by Amy Lillard
(2/24/2013) For those looking to maximize their savings, and willing and able to leave the money untouched for an extended amount of time, certificates of deposit (CDs) are an effective tool.
Consumers who open CDs put money into this account for a specified period of time (known as the maturity date), and in return will earn a guaranteed interest rate. CDs and their maturity periods can range from a few weeks to several years. Generally, the longer the term of the CD, the higher rate of return you will receive. Longer maturity terms allow banks to invest the money in long-term investment vehicles, thus earning the higher rates.
The major benefit of CDs is the significantly higher and fixed interest you can earn over time. Rather than typical savings accounts, which will offer interest rates at the low end of the market, CDs will provide higher returns.
In addition, many CDs featuring compounding interest. Each month, the CD will pay out 1/12th of the year's interest, and add it to the principal in the account. Each month, then, the balance that is earning interest increases, which also increases the amount of interest earned. This feature adds up quickly and provides an even more powerful way to maximize the money you save.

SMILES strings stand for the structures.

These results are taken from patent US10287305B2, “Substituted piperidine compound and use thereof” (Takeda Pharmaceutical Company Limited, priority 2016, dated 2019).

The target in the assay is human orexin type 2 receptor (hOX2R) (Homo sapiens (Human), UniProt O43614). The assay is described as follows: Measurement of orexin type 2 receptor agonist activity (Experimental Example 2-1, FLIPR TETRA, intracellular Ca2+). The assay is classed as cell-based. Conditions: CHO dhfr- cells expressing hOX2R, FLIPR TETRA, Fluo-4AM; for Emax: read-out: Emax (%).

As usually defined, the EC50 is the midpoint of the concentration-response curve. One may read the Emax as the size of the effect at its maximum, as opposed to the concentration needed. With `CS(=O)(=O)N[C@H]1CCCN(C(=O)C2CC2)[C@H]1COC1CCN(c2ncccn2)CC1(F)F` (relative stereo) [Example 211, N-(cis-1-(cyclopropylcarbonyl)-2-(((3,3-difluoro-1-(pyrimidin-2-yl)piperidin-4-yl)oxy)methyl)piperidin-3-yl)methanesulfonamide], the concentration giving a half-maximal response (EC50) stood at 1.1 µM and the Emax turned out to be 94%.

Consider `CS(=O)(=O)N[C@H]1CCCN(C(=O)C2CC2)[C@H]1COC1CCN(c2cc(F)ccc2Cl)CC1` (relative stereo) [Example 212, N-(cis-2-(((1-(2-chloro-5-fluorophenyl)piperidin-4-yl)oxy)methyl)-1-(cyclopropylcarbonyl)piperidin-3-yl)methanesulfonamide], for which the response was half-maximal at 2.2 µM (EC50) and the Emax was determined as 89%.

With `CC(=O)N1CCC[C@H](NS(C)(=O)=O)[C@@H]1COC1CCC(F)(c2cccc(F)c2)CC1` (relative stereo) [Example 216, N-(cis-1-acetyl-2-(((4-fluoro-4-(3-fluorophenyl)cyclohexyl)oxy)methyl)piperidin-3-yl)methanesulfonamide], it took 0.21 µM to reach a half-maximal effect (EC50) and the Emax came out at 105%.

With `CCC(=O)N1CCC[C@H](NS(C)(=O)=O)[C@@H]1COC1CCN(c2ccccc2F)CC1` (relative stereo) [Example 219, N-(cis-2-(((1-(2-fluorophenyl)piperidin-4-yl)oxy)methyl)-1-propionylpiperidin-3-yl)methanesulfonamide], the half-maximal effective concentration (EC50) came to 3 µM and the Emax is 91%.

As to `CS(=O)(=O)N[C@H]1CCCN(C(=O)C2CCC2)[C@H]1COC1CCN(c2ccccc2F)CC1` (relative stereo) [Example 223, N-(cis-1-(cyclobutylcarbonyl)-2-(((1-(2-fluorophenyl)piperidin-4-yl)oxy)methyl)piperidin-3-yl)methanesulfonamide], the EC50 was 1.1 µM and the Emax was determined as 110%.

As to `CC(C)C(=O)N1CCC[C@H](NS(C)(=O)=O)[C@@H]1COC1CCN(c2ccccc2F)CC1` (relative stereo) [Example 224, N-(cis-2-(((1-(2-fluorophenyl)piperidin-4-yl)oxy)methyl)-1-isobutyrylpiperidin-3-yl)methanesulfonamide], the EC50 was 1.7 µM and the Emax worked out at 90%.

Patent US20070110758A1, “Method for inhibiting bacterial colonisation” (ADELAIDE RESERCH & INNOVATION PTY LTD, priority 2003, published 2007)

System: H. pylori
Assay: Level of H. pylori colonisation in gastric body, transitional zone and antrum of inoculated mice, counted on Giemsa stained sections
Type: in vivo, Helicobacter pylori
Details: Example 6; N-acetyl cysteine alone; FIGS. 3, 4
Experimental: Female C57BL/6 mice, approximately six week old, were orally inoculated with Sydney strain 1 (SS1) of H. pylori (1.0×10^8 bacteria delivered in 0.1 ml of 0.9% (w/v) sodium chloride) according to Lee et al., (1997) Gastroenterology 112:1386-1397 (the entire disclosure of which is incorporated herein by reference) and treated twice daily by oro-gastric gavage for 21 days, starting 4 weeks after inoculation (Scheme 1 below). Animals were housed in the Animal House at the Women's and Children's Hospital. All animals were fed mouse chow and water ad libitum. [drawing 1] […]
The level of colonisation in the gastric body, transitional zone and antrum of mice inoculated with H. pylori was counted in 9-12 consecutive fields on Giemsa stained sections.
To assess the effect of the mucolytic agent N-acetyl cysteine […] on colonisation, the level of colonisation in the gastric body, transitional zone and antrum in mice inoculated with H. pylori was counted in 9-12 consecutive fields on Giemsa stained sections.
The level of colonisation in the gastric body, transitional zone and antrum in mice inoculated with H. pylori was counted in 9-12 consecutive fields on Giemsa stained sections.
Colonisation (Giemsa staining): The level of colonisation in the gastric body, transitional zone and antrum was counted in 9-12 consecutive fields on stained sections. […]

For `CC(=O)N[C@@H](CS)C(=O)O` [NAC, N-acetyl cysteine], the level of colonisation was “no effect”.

The major drawback of CDs is the high penalties for early withdrawal. Savers who withdraw their money before the CD matures will need to pay at least several months of interest, if not more. For that reason, CDs are recommended as an addition to a regular savings account, from which savers can easily make withdrawals when needed without penalty.
When buying a CD there are multiple types to choose from, and a variety of places to look. From your local bank branch to online deals, the choices of terms and rates are many. With each, however, know that you can cash out when reaching the maturity date, or rollover the funds into another CD to continue increasing your funds. Overall, CDs are a savings tool with more restrictions than typical savings accounts, but also provide higher yields. Know also that CDs are safe, with insurance provided by the Federal Deposit Insurance Corporation (FDIC) up to $250,000 per individual.
For Additional Reading:
Certificates of Deposit:
Certificates of Deposit: Tips for Savers
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